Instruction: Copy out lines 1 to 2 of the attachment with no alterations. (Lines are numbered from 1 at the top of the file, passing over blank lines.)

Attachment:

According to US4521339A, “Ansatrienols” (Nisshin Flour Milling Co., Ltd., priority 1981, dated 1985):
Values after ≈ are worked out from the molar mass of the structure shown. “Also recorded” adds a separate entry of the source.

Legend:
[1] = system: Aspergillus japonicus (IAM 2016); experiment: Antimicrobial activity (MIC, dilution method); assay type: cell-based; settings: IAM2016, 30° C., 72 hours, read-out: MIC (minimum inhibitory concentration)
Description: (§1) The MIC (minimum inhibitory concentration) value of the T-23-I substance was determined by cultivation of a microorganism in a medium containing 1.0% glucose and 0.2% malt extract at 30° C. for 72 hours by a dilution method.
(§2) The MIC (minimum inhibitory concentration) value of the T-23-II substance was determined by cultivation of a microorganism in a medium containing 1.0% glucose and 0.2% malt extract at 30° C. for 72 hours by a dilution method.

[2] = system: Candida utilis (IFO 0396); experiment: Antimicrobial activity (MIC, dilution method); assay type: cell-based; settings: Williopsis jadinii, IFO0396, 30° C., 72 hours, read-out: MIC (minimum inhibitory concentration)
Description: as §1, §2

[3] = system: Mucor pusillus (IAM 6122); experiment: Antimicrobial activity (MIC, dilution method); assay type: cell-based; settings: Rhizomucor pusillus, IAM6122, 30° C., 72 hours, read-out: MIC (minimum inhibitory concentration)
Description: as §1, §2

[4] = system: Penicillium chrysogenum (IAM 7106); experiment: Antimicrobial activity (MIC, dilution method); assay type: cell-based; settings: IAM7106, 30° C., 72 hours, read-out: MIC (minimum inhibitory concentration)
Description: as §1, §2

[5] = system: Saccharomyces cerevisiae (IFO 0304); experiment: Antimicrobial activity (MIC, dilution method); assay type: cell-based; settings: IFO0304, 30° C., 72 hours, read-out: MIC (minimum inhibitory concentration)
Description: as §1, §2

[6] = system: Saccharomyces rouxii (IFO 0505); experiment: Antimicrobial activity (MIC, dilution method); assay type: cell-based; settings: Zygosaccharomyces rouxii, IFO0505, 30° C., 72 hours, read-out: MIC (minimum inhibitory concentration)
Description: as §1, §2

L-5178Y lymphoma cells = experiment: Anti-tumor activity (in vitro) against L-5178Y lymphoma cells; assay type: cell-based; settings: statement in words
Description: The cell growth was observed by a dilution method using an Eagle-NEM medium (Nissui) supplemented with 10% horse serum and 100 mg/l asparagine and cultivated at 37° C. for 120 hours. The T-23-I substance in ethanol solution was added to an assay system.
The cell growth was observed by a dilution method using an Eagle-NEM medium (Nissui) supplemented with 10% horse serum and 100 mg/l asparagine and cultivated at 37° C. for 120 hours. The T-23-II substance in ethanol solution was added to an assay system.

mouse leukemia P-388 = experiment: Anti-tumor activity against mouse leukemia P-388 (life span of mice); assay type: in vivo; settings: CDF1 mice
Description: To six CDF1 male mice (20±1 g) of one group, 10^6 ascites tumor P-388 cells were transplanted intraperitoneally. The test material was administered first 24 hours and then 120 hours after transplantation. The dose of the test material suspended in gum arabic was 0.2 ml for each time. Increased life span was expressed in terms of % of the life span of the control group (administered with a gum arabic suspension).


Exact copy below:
According to US4521339A, “Ansatrienols” (Nisshin Flour Milling Co., Ltd., priority 1981, dated 1985):
Values after ≈ are worked out from the molar mass of the structure shown. “Also recorded” adds a separate entry of the source.